Marco wished he had Uncle Frank’s Colt now.
The full moon was directly overhead, illuminating every detail. The grave approached six feet deep. The soft dirt allowed fast progress. Marco jabbed the shovel downward. It hit something soft. A quick whoosh of trapped air under pressure escaped. A putrid stench of decayed intestines that could gag a maggot permeated the air.
Tony said, ”Whew! That stinks bad! Whattaya know, looks like ya gotta roommate!” He burst out in raucous laughter.
“Toss up that shovel, kid, and use your hands to move the dirt. I can’t wait to find out who it is!”
Marco knew this one hadn’t been dead long and it was recently buried. The digging was easy because the grave was filled just two days ago.
The three men above watched with anticipation. A blood stained hood covered the dead man’s face. Marco brushed the dirt from the suit jacket, then the dirt away from the dead man’s hands. Marco felt the pit of his stomach plummet into an abyss. The man’s right hand was missing the little finger.
“Surprise!” Tony cackled. “It’s your Uncle Frank! When I said I sent him down state, I meant six feet down! Funny, right? After I kilt ya, I knew he’d come after me, so I had to beat him to the punch, y’know?”
“But- you said he saved your life,” Marco stated.
“Yeah, he sure did. That’s why I kilt him with a single shot. Never saw it comin’. But kid, you didn’t save my life, so no such luck for you.” Tony turned to the fat bodyguard: “Got my Louisville Slugger? Good, because I feel like beltin’ a couple homers right now. Hop up outta there, kid, it’s time to pay the piper.”
Tony sneered at Marco as he would a cockroach. “Batt-errr up!” Tony swung the bat hard.
Marco, kneeling on Frank’s chest, looked up and saw Tony swing the bat while Fatty and Skinny grinned like possums.
Marco whispered, “When you killed Uncle Frank, what did you do with his Colt?”
Tony stopped swinging. “What? Uh, we-“ He looked at the bodyguards to see if they remembered. The eyes of all three men opened wide when the stark realization hit them: they hadn’t done anything with Frank’s Colt.
Marco felt the gun in the shoulder holster earlier when he pushed away the dirt. His hand snaked under the coat until his fingers grasped the familiar comfort of the checkered grip. He drew the gun as the realization hit them. Before they could react, he shot Fatty in the right eye. He collapsed like a stringless marionette into the grave, landing on Frank’s feet. Marco swung past Tony and shot Skinny under the chin. He crumpled in a heap, landing on top of Fatty.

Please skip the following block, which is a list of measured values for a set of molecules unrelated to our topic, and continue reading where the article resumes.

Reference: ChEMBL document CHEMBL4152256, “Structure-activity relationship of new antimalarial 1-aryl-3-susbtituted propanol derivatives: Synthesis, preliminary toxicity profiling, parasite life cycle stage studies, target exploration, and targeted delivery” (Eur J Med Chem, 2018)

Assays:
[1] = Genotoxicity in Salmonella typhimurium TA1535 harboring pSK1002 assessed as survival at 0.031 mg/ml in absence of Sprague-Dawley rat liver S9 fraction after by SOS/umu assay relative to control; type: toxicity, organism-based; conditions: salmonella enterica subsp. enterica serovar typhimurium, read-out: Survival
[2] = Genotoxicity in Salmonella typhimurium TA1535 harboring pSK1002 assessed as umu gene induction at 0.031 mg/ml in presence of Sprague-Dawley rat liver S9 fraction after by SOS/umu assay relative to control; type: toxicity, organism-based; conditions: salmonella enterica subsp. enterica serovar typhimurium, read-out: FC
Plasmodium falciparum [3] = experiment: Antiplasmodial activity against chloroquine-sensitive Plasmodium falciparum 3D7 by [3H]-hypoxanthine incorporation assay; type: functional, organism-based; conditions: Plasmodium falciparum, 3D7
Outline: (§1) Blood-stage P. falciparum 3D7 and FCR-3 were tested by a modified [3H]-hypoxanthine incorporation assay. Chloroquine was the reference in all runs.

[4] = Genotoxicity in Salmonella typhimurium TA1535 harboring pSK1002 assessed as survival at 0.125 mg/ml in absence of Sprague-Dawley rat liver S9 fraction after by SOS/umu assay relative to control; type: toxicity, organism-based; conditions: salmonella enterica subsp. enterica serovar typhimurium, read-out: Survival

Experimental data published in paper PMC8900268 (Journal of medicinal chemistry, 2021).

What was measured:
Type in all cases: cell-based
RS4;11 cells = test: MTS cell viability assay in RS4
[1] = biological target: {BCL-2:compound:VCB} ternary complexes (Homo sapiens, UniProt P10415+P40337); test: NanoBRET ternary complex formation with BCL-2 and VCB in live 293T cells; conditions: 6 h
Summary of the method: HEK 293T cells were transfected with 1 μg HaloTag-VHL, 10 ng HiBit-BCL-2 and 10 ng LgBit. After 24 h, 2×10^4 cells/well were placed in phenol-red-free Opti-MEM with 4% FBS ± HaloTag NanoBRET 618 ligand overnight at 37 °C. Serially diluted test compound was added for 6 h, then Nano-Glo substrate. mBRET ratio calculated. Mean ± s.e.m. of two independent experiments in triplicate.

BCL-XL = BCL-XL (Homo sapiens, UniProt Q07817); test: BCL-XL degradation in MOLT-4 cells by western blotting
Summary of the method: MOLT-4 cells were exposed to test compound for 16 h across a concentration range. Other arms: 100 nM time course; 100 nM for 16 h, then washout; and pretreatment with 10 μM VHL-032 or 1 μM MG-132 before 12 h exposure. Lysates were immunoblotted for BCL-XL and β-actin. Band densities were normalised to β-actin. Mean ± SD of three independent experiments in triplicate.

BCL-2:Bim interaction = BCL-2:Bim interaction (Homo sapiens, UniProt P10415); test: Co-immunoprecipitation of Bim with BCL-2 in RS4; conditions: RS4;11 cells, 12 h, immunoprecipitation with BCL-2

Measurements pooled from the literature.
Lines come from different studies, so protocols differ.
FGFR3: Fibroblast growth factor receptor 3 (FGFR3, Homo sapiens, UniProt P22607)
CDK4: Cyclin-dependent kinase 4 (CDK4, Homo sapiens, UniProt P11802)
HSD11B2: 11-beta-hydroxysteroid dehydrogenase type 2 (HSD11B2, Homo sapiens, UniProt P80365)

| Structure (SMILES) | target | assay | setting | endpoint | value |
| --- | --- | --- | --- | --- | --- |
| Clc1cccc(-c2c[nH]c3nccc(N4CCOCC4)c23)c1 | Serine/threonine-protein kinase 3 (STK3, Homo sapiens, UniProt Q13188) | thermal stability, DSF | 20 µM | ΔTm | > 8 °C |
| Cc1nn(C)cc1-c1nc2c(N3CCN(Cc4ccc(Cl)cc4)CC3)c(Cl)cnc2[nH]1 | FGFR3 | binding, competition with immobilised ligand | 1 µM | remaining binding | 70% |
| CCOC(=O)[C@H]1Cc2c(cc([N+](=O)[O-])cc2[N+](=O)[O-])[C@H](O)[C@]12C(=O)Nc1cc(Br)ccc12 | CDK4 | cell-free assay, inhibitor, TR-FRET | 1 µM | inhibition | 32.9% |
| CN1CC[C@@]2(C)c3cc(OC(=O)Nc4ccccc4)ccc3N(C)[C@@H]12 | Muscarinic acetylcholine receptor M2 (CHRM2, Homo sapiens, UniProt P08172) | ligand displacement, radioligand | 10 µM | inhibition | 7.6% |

Tony shrieked like a little school girl as Marco hammered three bullets into him, breaking his pelvis and spine. He toppled like a rag doll headlong into the grave. His feet caught high on the fresh bodies and his head landed with a moist “smack” on Frank’s pierced abdomen, face down.
Tony gagged as he turned his head to breathe. Marco stood up and used the bodies, including Tony’s smeared face, as steps to climb out of the grave.
Tony, paralyzed, panicked and yelled, “Kid! Ya can’t leave me like this! Ya got another bullet. Kill me!”
Tony couldn’t see Marco, who stood on the ground above, but heard him say, “Relax, Tony, I’ll finish the job.”
Tony heaved a sigh of relief. “Oh, kid, ya had me there for a second! Quick, ya gotta-“
Tony’s words were cut short when a shovelful of cold dirt stung his face as Marco filled in the grave.
Beverly Brown says
Very good story that really held my attention! Great title as well.
David Elderton says
Bev, thank you! This story virtually wrote itself. I’ve never had that happen before, as I usually have a beginning, or middle or end, but never all together before I start. It was fun to write this one! I appreciate your kind words.
Andy Vissers says
I’m impressed Dave… didn’t know you were a writer. Its nice to see someone who knows what he’s talking about when writing guns into a story…
David Elderton says
Andy, thanks for taking the time to read my story! My first draft had more gun, shooting and holster details in it, but I had over 400 words too many! I found it a fun challenge to cut words while still maintaining suffice t information to keep the reader interested.
I hope I succeeded.
Mack Hampton says
Excellent story David! It leaves you wanting more.
David Elderton says
I’ve been thinking about how to expand it a bit. This was limited to 1500 words and I used 1496 of them.
I’ll see what I can do!
J. M. Gill says
Great story! I especially liked the ending. It was so unexpected.
David Elderton says
Thanks for the kind words!
It was a fun story to write. My wife really didn’t like Tony, which was the point. My mother in law said she could “hear him talking,” which pleased me, too.
Glad the ending was a surprise! I think most assume Marco will get out of it, but don’t know how. But that shovelful of dirt I think nails the ending.
Lee Matthews says